Running  vmicshutdown       Hyper-V Guest Shutdown Service       
Running  vmictimesync       Hyper-V Time Synchronization Service 
Running  vmicvmsession      Hyper-V VM Session Service           
Running  vmicvss            Hyper-V Volume Shadow Copy Requestor

As you can see, [mgmtvm] shows that the context is the virtual machine and we have successfully listed all the running services related to the integration services.

Although this is very cool and shows that it works, I’d rather show something that might be more useful.

We can enter a PSSession as showed above, but we can also directly invoke a command through invoke-command and use –scriptblock.

#Invoke command, create and start a DSC configuration on the localhost
Invoke-Command -VMName mgmtvm -Credential (Get-Credential) -ScriptBlock {
# DSC Configuration
Configuration myWeb {
    Node "localhost" {
        WindowsFeature Web {
            Ensure = "Present"
            Name = "Web-Server"
# Enuct the DSC config

# Start and apply the DSC configuration
Start-DscConfiguration .\myWeb -Wait -Force -Verbose }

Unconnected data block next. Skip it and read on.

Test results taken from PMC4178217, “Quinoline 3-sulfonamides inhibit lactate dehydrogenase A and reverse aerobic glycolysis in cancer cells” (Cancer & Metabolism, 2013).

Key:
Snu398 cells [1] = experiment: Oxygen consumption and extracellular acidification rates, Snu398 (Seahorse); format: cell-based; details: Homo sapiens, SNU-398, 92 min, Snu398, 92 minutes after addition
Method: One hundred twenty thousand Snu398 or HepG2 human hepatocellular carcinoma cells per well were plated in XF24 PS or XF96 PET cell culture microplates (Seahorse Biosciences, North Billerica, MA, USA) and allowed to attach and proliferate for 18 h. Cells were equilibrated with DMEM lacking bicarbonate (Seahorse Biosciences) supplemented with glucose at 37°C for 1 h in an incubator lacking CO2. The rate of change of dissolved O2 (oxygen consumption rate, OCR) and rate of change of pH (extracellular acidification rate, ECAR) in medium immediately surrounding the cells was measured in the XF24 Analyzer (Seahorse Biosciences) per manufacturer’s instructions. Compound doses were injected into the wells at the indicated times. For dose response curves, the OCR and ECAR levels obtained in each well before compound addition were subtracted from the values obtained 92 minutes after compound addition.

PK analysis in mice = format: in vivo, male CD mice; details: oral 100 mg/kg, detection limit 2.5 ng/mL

From the example above, we are actually invoking a DSC configuration that we are creating and applying on the fly, from the host to the virtual machine using PowerShell Direct.

Here’s the output:

PS C:\Users\knadm> #Invoke command, create and start a DSC configuration on the localhost
Invoke-Command -VMName mgmtvm -Credential (Get-Credential) -ScriptBlock {
# DSC Configuration
Configuration myWeb {
    Node "localhost" {
        WindowsFeature Web {
            Ensure = "Present"
            Name = "Web-Server"
# Enuct the DSC config

# Start and apply the DSC configuration
Start-DscConfiguration .\myWeb -Wait -Force -Verbose }
cmdlet Get-Credential at command pipeline position 1
Supply values for the following parameters:
WARNING: The configuration 'myWeb' is loading one or more built-in resources without explicitly importing associated modules. Add Import-DscResource –ModuleName ’PSDesire
dStateConfiguration’ to your configuration to avoid this message.

    Directory: C:\Users\administrator.DRINKING\Documents\myWeb

Mode                LastWriteTime         Length Name                                                         PSComputerName